Striking a chord

John Varvatos is a music man through and through. The defining theme of his upmarket menswear and apparel range purports to express what he calls a “Rock ‘n’ Roll sensibility”, and icons Alice Cooper, Jimmy Page and Iggy Pop have modelled his clothes. One of his New York retail stores is at 315 Bowery, the former home of legendary East Village music club CBGB, where the likes of the Ramones and Talking Heads once burnished their reputations. Nowadays punters are lured into the venue to browse Varvatos suits, boots and eyewear, pick up some vintage vinyl, or attend the occasional gig.

In February 2014, the Michigan-born designer launched his own record label, John Varvatos Records, in partnership with Universal Music Group. Part of the motivation behind the new venture was to find “the next Guns N’Roses”, as he told Rolling Stone magazine at the time. However, reinforcing the genre-specific undertones of the John Varvatos fashion brand was also part of the thinking. In September, the label announced its first signing – Atlanta-based Zac Brown Band, a three-time Grammy winning Americana outfit.

At the stylish and fully brand-compliant headquarters of John Varvatos Enterprises in New York’s Chelsea neighbourhood, the founder’s surprisingly tiny office is bursting with musical paraphernalia and personal gifts from his many acquaintances in the rock business. Perched on a black leather armchair, in between a collection of John Varvatos fragrance containers on the window sill to his left, and a turquoise electric guitar autographed by Slash to his right, he talks enthusiastically about how his business has evolved since its start in 2000, and what Lion Capital, his private equity backers since August 2012, are bringing to the table.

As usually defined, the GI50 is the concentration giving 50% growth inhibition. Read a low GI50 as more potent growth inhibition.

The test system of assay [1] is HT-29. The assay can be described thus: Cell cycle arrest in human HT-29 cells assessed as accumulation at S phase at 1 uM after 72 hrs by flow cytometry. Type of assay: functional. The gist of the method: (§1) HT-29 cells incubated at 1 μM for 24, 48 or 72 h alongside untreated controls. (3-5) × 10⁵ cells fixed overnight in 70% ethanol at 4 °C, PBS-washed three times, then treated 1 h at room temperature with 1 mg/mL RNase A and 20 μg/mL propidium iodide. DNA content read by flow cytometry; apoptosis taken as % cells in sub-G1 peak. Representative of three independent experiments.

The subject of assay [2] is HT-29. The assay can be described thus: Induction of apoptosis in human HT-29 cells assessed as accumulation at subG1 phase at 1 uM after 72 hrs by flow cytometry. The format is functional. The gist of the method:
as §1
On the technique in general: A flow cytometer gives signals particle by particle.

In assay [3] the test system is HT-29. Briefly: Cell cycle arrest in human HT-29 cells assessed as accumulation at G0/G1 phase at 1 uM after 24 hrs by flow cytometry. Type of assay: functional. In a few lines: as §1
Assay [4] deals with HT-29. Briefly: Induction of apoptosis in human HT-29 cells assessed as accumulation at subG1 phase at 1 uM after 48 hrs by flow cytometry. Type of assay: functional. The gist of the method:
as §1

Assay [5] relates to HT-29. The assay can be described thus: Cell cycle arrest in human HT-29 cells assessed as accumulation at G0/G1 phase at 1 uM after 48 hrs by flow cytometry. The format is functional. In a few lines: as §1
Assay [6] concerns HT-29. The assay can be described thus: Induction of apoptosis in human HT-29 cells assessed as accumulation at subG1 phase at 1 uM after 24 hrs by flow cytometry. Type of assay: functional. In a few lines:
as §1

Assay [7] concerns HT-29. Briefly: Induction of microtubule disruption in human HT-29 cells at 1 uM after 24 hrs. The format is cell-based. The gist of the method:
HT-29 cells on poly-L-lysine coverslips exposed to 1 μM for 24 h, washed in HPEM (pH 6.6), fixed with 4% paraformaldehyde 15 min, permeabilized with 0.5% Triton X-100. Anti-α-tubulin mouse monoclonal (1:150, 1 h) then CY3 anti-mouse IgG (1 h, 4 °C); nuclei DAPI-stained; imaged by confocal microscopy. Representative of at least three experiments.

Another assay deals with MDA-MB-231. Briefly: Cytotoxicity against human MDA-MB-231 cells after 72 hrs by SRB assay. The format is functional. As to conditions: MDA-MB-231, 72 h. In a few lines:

Before Lion, the business was majority-owned by VF Corporation, Varvatos’ first backer and a $10 billion publicly traded apparel conglomerate with a collection of 30 other fashion brands including The North Face, Timberland, Wranglers and Lee. He says it was a good partnership and that the company is still using VF’s distribution capabilities. But with less than $75 million in sales, and “virtually zero stylistic synergies between ourselves and the other brands, we were feeling increasingly like a square peg in a round hole.” VF’s painstaking, listed-company style approach to decision-making didn’t suit him either. Growing the business at a faster pace would require a new partner.

He felt a likeminded strategic investor for VF’s stake would be difficult to find, and turned his attention instead to private equity. Several financial investors were keen on a deal, but Varvatos says what he learned was this: “I met a lot of brilliant young people in private equity, I must say – but they also seemed very mechanical and studied. They talked about blowing up the brand, about the quickest way of getting sales to $1 billion [in five years], and I couldn’t get comfortable, because of what getting to $1 billion in five years might do to the brand.”

Varvatos learned his trade working for Ralph Lauren from the mid-1980s. He says his former boss and mentor is one of very few designers who have managed to position themselves both in the luxury segment as well as the more mass-produced end of the market without confusing the aspirational appeal of their product. Varvatos felt that for his own brand to try and repeat Lauren’s trick would be fraught with risk, and he wasn’t sure his private equity suitors would agree with him on that.

But with Lion, he says, the conversation was different. “They talked with passion about growing the brand instead of exploiting it. Straight away we got into sourcing, distribution, the retailing strategy, instead of just talking about the margin. Obviously they aren’t retailers or operators, but they really seemed plugged into the industry.”